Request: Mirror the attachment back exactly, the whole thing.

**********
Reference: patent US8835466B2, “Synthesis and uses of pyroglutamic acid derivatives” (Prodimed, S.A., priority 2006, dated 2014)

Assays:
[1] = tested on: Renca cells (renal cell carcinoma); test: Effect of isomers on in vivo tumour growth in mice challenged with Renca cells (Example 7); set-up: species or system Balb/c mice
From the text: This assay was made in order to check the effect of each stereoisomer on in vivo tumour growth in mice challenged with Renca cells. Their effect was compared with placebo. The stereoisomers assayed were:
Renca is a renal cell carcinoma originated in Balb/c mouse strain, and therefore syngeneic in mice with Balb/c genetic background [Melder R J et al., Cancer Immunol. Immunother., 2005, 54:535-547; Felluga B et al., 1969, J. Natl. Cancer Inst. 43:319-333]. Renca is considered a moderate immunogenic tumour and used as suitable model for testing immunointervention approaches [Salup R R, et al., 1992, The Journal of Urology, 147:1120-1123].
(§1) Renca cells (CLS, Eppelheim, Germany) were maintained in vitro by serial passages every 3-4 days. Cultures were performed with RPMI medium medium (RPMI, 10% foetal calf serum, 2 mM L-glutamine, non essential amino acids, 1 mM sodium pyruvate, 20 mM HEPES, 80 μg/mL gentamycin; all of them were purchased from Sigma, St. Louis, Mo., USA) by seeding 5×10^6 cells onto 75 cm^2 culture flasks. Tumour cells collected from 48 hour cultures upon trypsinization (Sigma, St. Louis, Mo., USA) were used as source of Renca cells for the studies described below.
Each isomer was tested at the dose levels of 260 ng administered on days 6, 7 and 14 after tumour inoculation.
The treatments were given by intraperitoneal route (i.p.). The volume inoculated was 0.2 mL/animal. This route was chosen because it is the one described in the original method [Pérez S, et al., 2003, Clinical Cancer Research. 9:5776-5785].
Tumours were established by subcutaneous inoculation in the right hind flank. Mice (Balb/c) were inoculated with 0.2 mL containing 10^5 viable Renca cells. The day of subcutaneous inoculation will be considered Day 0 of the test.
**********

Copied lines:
Reference: patent US8835466B2, “Synthesis and uses of pyroglutamic acid derivatives” (Prodimed, S.A., priority 2006, dated 2014)

Assays:
[1] = tested on: Renca cells (renal cell carcinoma); test: Effect of isomers on in vivo tumour growth in mice challenged with Renca cells (Example 7); set-up: species or system Balb/c mice
From the text: This assay was made in order to check the effect of each stereoisomer on in vivo tumour growth in mice challenged with Renca cells. Their effect was compared with placebo. The stereoisomers assayed were:
Renca is a renal cell carcinoma originated in Balb/c mouse strain, and therefore syngeneic in mice with Balb/c genetic background [Melder R J et al., Cancer Immunol. Immunother., 2005, 54:535-547; Felluga B et al., 1969, J. Natl. Cancer Inst. 43:319-333]. Renca is considered a moderate immunogenic tumour and used as suitable model for testing immunointervention approaches [Salup R R, et al., 1992, The Journal of Urology, 147:1120-1123].
(§1) Renca cells (CLS, Eppelheim, Germany) were maintained in vitro by serial passages every 3-4 days. Cultures were performed with RPMI medium medium (RPMI, 10% foetal calf serum, 2 mM L-glutamine, non essential amino acids, 1 mM sodium pyruvate, 20 mM HEPES, 80 μg/mL gentamycin; all of them were purchased from Sigma, St. Louis, Mo., USA) by seeding 5×10^6 cells onto 75 cm^2 culture flasks. Tumour cells collected from 48 hour cultures upon trypsinization (Sigma, St. Louis, Mo., USA) were used as source of Renca cells for the studies described below.
Each isomer was tested at the dose levels of 260 ng administered on days 6, 7 and 14 after tumour inoculation.
The treatments were given by intraperitoneal route (i.p.). The volume inoculated was 0.2 mL/animal. This route was chosen because it is the one described in the original method [Pérez S, et al., 2003, Clinical Cancer Research. 9:5776-5785].
Tumours were established by subcutaneous inoculation in the right hind flank. Mice (Balb/c) were inoculated with 0.2 mL containing 10^5 viable Renca cells. The day of subcutaneous inoculation will be considered Day 0 of the test.